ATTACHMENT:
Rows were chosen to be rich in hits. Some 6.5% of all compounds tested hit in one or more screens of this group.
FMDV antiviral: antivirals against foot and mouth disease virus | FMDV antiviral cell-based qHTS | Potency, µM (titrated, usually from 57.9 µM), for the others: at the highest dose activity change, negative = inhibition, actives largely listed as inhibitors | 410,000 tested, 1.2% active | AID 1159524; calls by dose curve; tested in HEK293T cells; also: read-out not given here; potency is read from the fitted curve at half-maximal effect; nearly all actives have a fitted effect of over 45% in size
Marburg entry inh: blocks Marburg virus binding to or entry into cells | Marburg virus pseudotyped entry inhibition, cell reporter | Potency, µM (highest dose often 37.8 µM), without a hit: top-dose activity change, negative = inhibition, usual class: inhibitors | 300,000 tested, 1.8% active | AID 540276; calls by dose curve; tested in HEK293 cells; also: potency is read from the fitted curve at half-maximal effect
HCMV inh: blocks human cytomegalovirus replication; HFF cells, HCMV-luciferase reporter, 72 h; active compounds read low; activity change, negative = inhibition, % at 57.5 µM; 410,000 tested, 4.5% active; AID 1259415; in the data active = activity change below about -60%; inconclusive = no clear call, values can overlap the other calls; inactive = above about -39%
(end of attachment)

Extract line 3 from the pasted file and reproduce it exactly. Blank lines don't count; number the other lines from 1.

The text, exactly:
Marburg entry inh: blocks Marburg virus binding to or entry into cells | Marburg virus pseudotyped entry inhibition, cell reporter | Potency, µM (highest dose often 37.8 µM), without a hit: top-dose activity change, negative = inhibition, usual class: inhibitors | 300,000 tested, 1.8% active | AID 540276; calls by dose curve; tested in HEK293 cells; also: potency is read from the fitted curve at half-maximal effect